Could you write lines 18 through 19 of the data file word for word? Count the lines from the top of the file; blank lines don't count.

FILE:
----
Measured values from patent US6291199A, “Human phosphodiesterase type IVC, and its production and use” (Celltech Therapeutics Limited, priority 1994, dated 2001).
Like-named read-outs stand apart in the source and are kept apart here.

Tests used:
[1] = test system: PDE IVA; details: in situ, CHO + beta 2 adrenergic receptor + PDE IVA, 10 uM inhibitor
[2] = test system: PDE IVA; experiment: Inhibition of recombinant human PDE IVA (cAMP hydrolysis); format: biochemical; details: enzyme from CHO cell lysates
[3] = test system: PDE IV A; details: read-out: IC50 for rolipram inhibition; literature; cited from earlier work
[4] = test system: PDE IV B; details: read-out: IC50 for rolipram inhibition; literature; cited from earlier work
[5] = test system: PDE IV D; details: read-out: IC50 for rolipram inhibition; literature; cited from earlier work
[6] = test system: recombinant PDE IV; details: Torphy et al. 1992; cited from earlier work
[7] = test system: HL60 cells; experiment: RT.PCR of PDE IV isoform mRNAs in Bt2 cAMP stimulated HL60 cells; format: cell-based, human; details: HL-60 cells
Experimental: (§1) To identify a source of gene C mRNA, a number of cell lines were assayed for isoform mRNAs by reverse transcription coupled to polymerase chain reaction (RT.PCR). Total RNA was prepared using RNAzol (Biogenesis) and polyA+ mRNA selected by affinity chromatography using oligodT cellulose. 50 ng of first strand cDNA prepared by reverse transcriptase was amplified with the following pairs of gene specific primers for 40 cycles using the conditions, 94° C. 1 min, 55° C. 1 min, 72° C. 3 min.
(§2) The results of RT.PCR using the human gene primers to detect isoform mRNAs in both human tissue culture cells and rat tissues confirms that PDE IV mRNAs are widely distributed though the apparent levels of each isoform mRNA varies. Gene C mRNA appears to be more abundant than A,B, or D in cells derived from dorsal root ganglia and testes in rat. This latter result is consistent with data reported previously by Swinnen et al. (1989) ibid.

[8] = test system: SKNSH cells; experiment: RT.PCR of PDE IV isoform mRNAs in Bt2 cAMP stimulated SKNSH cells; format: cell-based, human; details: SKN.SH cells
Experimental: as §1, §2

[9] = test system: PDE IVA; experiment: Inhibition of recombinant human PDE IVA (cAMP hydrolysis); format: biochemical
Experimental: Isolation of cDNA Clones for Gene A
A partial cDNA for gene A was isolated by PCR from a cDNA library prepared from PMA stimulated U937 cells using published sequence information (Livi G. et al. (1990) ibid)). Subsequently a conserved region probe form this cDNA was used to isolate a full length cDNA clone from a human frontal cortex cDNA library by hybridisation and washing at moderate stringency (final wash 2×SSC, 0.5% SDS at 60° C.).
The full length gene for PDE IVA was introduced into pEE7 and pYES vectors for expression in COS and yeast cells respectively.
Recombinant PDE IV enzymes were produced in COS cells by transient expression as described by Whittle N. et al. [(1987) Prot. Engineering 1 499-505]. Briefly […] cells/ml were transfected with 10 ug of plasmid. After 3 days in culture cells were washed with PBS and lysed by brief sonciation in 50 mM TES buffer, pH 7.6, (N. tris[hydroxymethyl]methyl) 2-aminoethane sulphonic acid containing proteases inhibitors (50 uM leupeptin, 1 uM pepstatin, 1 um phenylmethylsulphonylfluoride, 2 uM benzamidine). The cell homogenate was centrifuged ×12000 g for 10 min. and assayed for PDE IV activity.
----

The full length gene for PDE IVA was introduced into pEE7 and pYES vectors for expression in COS and yeast cells respectively.
Recombinant PDE IV enzymes were produced in COS cells by transient expression as described by Whittle N. et al. [(1987) Prot. Engineering 1 499-505]. Briefly […] cells/ml were transfected with 10 ug of plasmid. After 3 days in culture cells were washed with PBS and lysed by brief sonciation in 50 mM TES buffer, pH 7.6, (N. tris[hydroxymethyl]methyl) 2-aminoethane sulphonic acid containing proteases inhibitors (50 uM leupeptin, 1 uM pepstatin, 1 um phenylmethylsulphonylfluoride, 2 uM benzamidine). The cell homogenate was centrifuged ×12000 g for 10 min. and assayed for PDE IV activity.